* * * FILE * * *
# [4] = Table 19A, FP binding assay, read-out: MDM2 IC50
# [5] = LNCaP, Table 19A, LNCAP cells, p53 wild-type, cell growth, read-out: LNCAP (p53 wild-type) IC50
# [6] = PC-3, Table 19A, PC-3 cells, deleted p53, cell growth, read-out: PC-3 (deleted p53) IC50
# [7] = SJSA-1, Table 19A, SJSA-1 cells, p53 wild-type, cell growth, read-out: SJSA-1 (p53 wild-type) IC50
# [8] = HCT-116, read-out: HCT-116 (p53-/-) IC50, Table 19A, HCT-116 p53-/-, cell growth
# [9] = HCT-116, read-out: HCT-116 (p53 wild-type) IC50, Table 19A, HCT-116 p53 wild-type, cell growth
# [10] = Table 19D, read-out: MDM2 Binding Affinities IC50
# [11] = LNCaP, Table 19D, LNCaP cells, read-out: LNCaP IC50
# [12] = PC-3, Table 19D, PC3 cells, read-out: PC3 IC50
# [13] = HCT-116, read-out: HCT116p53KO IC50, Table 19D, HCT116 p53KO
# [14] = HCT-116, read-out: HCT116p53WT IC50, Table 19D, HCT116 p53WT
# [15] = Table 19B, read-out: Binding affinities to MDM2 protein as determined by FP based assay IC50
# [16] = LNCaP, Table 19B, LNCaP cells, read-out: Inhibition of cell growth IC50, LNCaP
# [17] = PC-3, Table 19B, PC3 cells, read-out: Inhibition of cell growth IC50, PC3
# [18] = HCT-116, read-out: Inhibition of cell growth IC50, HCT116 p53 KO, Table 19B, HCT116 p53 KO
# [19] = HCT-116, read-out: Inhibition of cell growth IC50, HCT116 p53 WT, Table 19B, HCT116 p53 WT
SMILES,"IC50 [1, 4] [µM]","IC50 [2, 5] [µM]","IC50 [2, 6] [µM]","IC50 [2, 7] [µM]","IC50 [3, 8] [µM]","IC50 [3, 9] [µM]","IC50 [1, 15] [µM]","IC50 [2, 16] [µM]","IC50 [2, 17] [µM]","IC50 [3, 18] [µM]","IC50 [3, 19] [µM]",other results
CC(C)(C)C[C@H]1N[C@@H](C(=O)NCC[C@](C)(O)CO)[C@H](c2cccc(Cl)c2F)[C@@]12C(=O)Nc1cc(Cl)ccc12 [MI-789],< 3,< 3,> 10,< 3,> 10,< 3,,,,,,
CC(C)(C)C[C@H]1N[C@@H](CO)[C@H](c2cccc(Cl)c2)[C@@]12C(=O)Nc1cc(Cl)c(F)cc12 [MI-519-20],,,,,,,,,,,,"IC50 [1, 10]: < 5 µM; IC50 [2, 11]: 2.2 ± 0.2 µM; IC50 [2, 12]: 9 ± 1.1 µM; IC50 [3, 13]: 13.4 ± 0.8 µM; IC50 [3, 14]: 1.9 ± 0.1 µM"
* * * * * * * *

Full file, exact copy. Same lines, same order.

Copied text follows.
# [4] = Table 19A, FP binding assay, read-out: MDM2 IC50
# [5] = LNCaP, Table 19A, LNCAP cells, p53 wild-type, cell growth, read-out: LNCAP (p53 wild-type) IC50
# [6] = PC-3, Table 19A, PC-3 cells, deleted p53, cell growth, read-out: PC-3 (deleted p53) IC50
# [7] = SJSA-1, Table 19A, SJSA-1 cells, p53 wild-type, cell growth, read-out: SJSA-1 (p53 wild-type) IC50
# [8] = HCT-116, read-out: HCT-116 (p53-/-) IC50, Table 19A, HCT-116 p53-/-, cell growth
# [9] = HCT-116, read-out: HCT-116 (p53 wild-type) IC50, Table 19A, HCT-116 p53 wild-type, cell growth
# [10] = Table 19D, read-out: MDM2 Binding Affinities IC50
# [11] = LNCaP, Table 19D, LNCaP cells, read-out: LNCaP IC50
# [12] = PC-3, Table 19D, PC3 cells, read-out: PC3 IC50
# [13] = HCT-116, read-out: HCT116p53KO IC50, Table 19D, HCT116 p53KO
# [14] = HCT-116, read-out: HCT116p53WT IC50, Table 19D, HCT116 p53WT
# [15] = Table 19B, read-out: Binding affinities to MDM2 protein as determined by FP based assay IC50
# [16] = LNCaP, Table 19B, LNCaP cells, read-out: Inhibition of cell growth IC50, LNCaP
# [17] = PC-3, Table 19B, PC3 cells, read-out: Inhibition of cell growth IC50, PC3
# [18] = HCT-116, read-out: Inhibition of cell growth IC50, HCT116 p53 KO, Table 19B, HCT116 p53 KO
# [19] = HCT-116, read-out: Inhibition of cell growth IC50, HCT116 p53 WT, Table 19B, HCT116 p53 WT
SMILES,"IC50 [1, 4] [µM]","IC50 [2, 5] [µM]","IC50 [2, 6] [µM]","IC50 [2, 7] [µM]","IC50 [3, 8] [µM]","IC50 [3, 9] [µM]","IC50 [1, 15] [µM]","IC50 [2, 16] [µM]","IC50 [2, 17] [µM]","IC50 [3, 18] [µM]","IC50 [3, 19] [µM]",other results
CC(C)(C)C[C@H]1N[C@@H](C(=O)NCC[C@](C)(O)CO)[C@H](c2cccc(Cl)c2F)[C@@]12C(=O)Nc1cc(Cl)ccc12 [MI-789],< 3,< 3,> 10,< 3,> 10,< 3,,,,,,
CC(C)(C)C[C@H]1N[C@@H](CO)[C@H](c2cccc(Cl)c2)[C@@]12C(=O)Nc1cc(Cl)c(F)cc12 [MI-519-20],,,,,,,,,,,,"IC50 [1, 10]: < 5 µM; IC50 [2, 11]: 2.2 ± 0.2 µM; IC50 [2, 12]: 9 ± 1.1 µM; IC50 [3, 13]: 13.4 ± 0.8 µM; IC50 [3, 14]: 1.9 ± 0.1 µM"